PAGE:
The Science of Matching Fingerprints: Similarity, Sequence, and Size
Matthew B. Thompson, University of Queensland
Psychology & Social Behavior conference room, Social & Behavioral Sciences Gateway Room 4323
For over a century, the matching of fingerprints has been used for forensic identification. Despite that history, there have been no published, peer-reviewed studies directly examining the extent to which experts can correctly match fingerprints to one another.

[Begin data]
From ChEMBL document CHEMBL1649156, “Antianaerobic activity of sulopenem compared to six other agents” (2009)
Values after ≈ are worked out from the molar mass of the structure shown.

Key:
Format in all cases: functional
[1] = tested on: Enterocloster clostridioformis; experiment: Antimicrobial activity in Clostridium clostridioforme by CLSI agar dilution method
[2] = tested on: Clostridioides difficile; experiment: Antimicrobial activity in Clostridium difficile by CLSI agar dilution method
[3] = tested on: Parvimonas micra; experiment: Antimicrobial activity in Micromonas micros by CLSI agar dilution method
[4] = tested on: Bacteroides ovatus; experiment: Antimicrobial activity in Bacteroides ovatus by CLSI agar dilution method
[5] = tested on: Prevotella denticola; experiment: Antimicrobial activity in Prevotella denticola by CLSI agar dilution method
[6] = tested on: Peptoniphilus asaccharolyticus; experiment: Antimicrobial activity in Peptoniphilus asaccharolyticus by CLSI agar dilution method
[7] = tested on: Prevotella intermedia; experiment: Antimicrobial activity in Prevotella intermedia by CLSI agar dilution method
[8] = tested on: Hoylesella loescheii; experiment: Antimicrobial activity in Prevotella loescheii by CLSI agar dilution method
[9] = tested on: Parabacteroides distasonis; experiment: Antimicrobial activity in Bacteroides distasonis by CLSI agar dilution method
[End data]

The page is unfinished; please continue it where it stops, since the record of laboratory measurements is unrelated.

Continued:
Our research investigates human perceptual and cognitive processes underlying identification of complex visual stimuli, such as fingerprints. I’ll summarize a program of research from Canada and Australia on manipulations that affect fingerprint matching accuracy, namely: similarity, sequential vs. simultaneous presentation, and size.
I will also discuss our plans to create an international collaborative institute for policing and security in Australia. We hope to provide tools, technologies and policies to help forensic and intelligence experts optimize their decision making.